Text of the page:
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G.I. Jane
Josef von Sternberg once said that he wished his movies would be projected upside down, so that viewers could appreciate their beauty without regard for their often sketchy stories. Sternberg was selling himself short, but Ridley Scott, the director of G.I. Jane, is almost utterly dependent on having a strong story to create a watchable film — and with G.I. Jane he has one. (The screenplay's by David Twohy and Danielle Alexandra, from a story by Alexandra.) The film pops along like the well-made commercial for a sexually integrated service it is, every frame frameable, Scott employing a subdued palette of pastels and military drab to paint, with light, a symphony in sea water, murk, and smoke.

Demi Moore, all curves and sinew, plays the perfect soldier-as-political-guinea-pig in a post-feminist fable that only occasionally drifts into annoying, point-making rhetoric. Built like a Russian gymnast and resembling a linebacker in autumn mud, Moore is well-paired with the whippetlike Viggo Mortensen as her bullying drill instructor. The military is presented as a brutalizing institution that's still ultimately superior to the traitorous compromises of civilian/bureaucratic/political life. As such the film's in line with Scott's Alien and Blade Runner (where corporations stake out civilians as sacrificial lambs) and also kin to Scott's last film, the boys-on-a-boat White Squall, where the lads must stick together, after tragedy, in the face of outside review. G.I. Jane flatters modern audiences in being at once as militaristic as Air Force One and as feminist as Murphy Brown … or Scott's own Thelma & Louise. Unlike those luckless ladies, however, Moore's character is presented as so perfect she doesn't need to learn anything; she just must endure until the rest of the world acknowledges her perfection.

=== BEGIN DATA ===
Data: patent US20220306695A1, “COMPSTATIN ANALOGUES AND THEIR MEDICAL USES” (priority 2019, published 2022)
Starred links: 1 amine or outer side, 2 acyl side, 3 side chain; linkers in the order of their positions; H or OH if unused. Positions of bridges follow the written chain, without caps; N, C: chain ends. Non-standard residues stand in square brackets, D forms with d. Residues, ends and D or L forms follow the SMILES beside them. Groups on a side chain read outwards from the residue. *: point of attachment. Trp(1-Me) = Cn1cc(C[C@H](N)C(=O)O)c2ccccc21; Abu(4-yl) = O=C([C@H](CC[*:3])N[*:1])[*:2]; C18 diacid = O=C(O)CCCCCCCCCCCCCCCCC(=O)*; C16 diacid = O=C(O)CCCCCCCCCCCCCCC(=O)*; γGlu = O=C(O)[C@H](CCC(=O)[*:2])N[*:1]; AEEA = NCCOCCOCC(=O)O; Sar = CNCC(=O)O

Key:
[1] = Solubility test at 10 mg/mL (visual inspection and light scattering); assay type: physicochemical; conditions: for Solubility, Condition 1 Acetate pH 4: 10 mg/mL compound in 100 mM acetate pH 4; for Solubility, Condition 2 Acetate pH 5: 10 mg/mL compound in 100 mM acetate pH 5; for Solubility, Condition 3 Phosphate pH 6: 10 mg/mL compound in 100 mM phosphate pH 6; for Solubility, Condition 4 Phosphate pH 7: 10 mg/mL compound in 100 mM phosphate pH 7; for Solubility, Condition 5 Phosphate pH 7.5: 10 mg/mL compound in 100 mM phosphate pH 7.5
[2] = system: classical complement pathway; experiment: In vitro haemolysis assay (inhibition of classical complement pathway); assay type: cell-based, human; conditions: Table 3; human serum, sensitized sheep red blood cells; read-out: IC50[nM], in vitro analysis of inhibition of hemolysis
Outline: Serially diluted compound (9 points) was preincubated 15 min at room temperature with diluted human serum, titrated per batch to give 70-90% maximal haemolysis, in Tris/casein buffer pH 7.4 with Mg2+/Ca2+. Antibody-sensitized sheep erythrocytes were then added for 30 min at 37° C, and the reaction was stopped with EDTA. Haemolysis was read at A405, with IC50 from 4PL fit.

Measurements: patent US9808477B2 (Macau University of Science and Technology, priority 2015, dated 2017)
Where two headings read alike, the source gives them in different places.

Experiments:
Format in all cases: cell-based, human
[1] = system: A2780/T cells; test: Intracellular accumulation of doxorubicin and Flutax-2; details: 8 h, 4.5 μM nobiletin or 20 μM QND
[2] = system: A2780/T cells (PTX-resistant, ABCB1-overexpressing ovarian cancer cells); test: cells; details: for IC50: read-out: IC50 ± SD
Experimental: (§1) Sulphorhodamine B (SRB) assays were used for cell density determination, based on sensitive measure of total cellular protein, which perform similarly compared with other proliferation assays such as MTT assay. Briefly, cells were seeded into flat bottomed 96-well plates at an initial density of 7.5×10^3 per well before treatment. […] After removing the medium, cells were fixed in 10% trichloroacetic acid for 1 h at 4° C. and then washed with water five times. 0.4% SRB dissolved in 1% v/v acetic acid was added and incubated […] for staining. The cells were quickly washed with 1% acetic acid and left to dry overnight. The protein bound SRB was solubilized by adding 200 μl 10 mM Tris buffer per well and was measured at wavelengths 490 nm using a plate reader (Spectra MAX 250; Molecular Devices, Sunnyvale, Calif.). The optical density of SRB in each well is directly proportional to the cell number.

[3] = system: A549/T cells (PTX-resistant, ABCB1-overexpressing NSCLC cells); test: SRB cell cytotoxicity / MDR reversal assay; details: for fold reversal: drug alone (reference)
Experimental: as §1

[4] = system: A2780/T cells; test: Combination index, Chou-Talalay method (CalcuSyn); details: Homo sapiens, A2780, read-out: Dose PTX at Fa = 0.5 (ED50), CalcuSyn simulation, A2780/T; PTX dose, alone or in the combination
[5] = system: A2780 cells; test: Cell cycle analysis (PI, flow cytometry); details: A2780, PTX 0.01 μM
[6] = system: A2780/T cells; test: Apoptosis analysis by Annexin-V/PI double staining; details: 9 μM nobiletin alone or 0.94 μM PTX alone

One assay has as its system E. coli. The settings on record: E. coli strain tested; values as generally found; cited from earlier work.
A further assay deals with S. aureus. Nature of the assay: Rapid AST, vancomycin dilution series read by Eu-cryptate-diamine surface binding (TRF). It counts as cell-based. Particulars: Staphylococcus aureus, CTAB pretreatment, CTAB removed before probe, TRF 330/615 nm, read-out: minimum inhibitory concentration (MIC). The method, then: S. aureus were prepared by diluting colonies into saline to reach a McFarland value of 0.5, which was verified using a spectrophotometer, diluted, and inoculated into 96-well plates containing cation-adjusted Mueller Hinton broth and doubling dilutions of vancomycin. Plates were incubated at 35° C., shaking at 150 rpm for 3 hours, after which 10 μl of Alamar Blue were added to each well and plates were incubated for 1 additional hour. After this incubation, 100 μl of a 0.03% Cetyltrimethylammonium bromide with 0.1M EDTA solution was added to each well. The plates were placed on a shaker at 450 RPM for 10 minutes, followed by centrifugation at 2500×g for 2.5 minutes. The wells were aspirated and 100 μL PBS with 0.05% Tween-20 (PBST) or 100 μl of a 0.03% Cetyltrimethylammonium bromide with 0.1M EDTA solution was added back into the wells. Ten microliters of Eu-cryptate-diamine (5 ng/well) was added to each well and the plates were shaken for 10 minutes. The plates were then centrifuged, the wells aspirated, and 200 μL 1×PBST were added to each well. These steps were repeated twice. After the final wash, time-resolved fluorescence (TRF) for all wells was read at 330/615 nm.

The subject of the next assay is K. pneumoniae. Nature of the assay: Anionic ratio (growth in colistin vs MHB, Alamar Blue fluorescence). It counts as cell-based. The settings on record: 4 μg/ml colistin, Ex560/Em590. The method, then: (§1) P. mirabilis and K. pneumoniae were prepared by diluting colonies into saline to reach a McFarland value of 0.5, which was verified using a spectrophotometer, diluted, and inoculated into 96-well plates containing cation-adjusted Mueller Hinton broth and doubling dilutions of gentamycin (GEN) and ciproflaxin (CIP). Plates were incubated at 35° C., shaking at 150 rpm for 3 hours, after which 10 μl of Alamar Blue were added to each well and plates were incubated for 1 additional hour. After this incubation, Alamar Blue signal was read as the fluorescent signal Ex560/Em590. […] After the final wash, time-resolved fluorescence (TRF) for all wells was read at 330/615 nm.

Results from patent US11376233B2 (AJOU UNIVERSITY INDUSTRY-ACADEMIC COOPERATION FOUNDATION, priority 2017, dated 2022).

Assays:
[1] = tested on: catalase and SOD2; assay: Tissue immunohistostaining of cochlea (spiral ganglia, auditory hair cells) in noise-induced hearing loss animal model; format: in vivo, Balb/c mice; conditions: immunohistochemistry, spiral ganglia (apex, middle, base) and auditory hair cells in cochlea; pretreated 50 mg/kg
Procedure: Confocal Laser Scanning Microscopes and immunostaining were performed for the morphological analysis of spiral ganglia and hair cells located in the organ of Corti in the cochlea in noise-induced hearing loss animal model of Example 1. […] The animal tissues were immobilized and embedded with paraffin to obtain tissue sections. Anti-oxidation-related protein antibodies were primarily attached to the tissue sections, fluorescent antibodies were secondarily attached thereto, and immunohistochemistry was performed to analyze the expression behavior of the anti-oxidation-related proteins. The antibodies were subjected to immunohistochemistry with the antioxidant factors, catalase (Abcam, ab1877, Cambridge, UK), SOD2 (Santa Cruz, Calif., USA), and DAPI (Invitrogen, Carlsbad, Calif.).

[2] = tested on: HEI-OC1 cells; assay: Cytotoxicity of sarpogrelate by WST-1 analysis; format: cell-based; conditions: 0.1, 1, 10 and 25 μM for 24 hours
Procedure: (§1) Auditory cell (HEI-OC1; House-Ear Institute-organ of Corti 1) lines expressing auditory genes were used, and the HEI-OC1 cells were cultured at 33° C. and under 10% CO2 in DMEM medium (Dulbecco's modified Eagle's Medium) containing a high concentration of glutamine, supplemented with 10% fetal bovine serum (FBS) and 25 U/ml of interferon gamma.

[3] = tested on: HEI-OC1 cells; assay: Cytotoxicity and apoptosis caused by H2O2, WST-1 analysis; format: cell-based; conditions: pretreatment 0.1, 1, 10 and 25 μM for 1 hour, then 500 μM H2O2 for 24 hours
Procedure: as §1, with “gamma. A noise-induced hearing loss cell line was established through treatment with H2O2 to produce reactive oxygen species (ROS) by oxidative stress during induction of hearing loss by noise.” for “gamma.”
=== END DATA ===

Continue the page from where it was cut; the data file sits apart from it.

— Gregg Rickman

G.I. Jane opens Friday, Aug. 22, at area theaters.

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